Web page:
Exposure refers to the amount of light your camera “sees” when taking a photo. There are various ways to manipulate how it processes this light; primarily through ISO and shutter speed. But what does ISO stand for in photography, exactly? The acronym itself stands for “International Organization for Standardization,” though that doesn’t really speak to what it does. The ISO setting of your camera – again, whether a phone or dedicated camera – dictates how sensitive the sensor is to light. In bright daylight, your ISO will automatically set itself lower, because there’s an abundance of light hitting the sensor so it doesn’t need to be especially sensitive to gather the data required to capture the photo. In darker settings, the ISO will increase to gather that same data. Different types of sensors will have different capabilities and photo quality at varying ISO settings. Traditionally, the lower your ISO can be to take the photo, the better. This is because as you increase the ISO, you are also increasing the noise captured as the sensor gets more and more sensitive to light.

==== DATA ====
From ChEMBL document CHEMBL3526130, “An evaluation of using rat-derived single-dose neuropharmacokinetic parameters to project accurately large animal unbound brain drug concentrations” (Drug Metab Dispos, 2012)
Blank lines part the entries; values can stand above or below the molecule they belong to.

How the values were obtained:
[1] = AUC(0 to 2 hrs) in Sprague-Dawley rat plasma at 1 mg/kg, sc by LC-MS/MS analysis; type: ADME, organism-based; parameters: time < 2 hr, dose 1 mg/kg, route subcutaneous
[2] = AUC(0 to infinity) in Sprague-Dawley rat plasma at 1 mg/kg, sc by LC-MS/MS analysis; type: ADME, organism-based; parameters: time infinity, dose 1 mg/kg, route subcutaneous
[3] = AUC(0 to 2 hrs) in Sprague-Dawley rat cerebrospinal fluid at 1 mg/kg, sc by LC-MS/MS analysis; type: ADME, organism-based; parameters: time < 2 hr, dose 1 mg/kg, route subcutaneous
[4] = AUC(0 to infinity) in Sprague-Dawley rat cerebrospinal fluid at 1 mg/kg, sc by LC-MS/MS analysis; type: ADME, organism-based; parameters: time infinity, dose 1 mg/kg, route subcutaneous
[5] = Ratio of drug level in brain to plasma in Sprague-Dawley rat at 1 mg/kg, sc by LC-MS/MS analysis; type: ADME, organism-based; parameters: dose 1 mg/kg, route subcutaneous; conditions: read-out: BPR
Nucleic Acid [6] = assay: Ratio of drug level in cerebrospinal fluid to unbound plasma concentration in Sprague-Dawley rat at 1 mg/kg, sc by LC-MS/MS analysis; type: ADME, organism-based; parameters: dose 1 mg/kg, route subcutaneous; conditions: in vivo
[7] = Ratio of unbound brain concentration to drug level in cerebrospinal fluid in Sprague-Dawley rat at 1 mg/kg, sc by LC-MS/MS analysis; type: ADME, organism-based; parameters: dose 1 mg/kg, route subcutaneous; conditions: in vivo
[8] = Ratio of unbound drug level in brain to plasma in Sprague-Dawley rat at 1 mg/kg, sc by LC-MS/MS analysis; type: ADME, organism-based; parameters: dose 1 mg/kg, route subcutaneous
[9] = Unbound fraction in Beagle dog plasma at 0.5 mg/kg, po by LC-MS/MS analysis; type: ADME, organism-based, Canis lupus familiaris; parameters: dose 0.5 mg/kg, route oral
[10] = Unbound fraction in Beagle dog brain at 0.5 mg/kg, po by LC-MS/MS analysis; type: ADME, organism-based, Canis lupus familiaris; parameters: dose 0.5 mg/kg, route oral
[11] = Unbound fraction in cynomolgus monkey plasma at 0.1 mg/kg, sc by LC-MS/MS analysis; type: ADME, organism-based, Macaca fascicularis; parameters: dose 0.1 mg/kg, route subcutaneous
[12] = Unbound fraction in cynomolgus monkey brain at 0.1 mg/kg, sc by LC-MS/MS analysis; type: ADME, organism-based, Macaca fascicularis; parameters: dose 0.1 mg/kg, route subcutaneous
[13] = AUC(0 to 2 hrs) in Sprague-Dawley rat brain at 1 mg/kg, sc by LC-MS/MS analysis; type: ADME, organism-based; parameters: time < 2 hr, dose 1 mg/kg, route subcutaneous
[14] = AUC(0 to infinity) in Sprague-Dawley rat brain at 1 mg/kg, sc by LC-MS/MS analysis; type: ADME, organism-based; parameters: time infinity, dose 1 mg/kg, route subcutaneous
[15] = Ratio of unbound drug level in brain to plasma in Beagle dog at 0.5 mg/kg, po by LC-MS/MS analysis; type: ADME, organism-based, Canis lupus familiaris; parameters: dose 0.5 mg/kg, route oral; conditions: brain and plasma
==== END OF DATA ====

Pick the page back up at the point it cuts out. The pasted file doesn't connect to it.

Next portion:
So what is shutter speed in photography, then? This refers to how long the camera sensor is allowed to collect light and information. Typically, in dedicated cameras, this is a literal, mechanical shutter physically opening and closing over top of the sensor in synchronization with capturing the light hitting it. Most phones do not have a physically moving mechanical shutter, they use an electronic shutter, but the principle is the same. In both instances, this setting can allow light to be gathered by the sensor for more or less time, creating different effects. A long shutter speed is good for when there is low light, or when you’re trying to blur movement. This is because as elements in the photo move, the sensor is capturing the light from that subject in various positions, resulting in a blur in the final photo. Sometimes this can achieve interesting results, like blurred taillight trails from cars at night. Other times, it just makes things blurry in the scene, in which case you need to balance your shutter speed with your ISO setting to get a clear, crisp image in low light. In brightly lit scenes, a higher shutter speed allows you to “pause time”. Imagine racecars speeding around the track in the daytime; a high shutter speed can snap an extremely fast photo of the car as it’s moving, with little to no blur, getting you a crisp image of a fast-moving object. Of course, you can always go in between for a little bit of blur to convey a sense of motion, while still retaining a sharp photo of your subject.